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350 Mandalay farmers facing court over land grabs

Men travel on ox carts through a cornfield on the banks of the Irrawaddy River outside Mandalay on 4 March 2012. (Photo: Reuters)

Some 350 farmers from Burma’s Mandalay Division are facing court cases related to land-grabbing, most of them brought since Aung San Suu Kyi’s government took power a year ago, lawyers and activists said Thursday.

Anger among the rural poor over rampant seizures of land under the former military government that ran the country for half a century was a key factor that helped propel Suu Kyi’s National League for Democracy to power.

But Burma’s first elected government in a generation has failed to make good on its promise to strengthen protection for farmers, who make up around 70 percent of the population.

Most land seizures in Burma date from the 1990s and early 2000s, with activists deeming military officers and their businessmen cronies responsible for grabbing large tracts and sometimes loaning them to private companies to be cultivated.

Lawyer San Nyunt Wai said more than 15 farmers were currently in jail awaiting trial over cases brought in a dozen townships in Mandalay Division — the majority of them over the past year.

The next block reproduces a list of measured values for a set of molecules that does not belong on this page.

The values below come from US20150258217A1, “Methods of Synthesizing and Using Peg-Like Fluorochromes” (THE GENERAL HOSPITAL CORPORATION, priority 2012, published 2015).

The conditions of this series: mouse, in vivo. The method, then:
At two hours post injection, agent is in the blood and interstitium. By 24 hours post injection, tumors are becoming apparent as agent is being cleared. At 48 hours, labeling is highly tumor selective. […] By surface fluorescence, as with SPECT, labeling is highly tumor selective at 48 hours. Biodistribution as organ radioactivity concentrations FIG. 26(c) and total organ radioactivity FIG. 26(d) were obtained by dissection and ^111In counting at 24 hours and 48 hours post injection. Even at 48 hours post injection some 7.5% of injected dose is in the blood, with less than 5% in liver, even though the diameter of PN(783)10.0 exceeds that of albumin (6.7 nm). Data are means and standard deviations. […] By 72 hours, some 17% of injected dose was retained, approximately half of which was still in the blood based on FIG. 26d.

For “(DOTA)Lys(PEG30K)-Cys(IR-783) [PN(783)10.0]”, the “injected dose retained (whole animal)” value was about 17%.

“Mostly they are being brought by the army and the cronies,” he told AFP, referring to businessmen who have leveraged links to the military to carve up sections of the economy.

“The farmers were charged mostly under sections 427 and 448, which cover causing ‘mischief’ and trespassing.”

Few farmers have documents to prove they have any rights to the land they farm.

Activists were planning to hold a demonstration in Mandalay on Friday, expecting to draw some 2,000 people.

Ko Lin, the chairman of the regional farmers’ federation, said disillusion with the new government was deepening.

“Farmers are feeling more bitter against this new government as more farmers are being sued without any defence,” he told AFP, confirming that 350 farmers were facing trial.

“If the government can’t solve these problems, farmers will protest.”

Analyst David Mathieson said the issue reflected the government’s failure to strengthen land laws and end disputes fairly.

“The NLD at a national and local level have not pursued the democratic change they were elected on, particularly on ending land-grabs,” he said.

A report by campaign group Land in Our Hands claimed 5,000 acres (2,025 hectares) were confiscated from farmers in Mandalay Division in 2010 alone.

Last month authorities in the region said they planned to confiscate some 40,000 acres of unused farmland.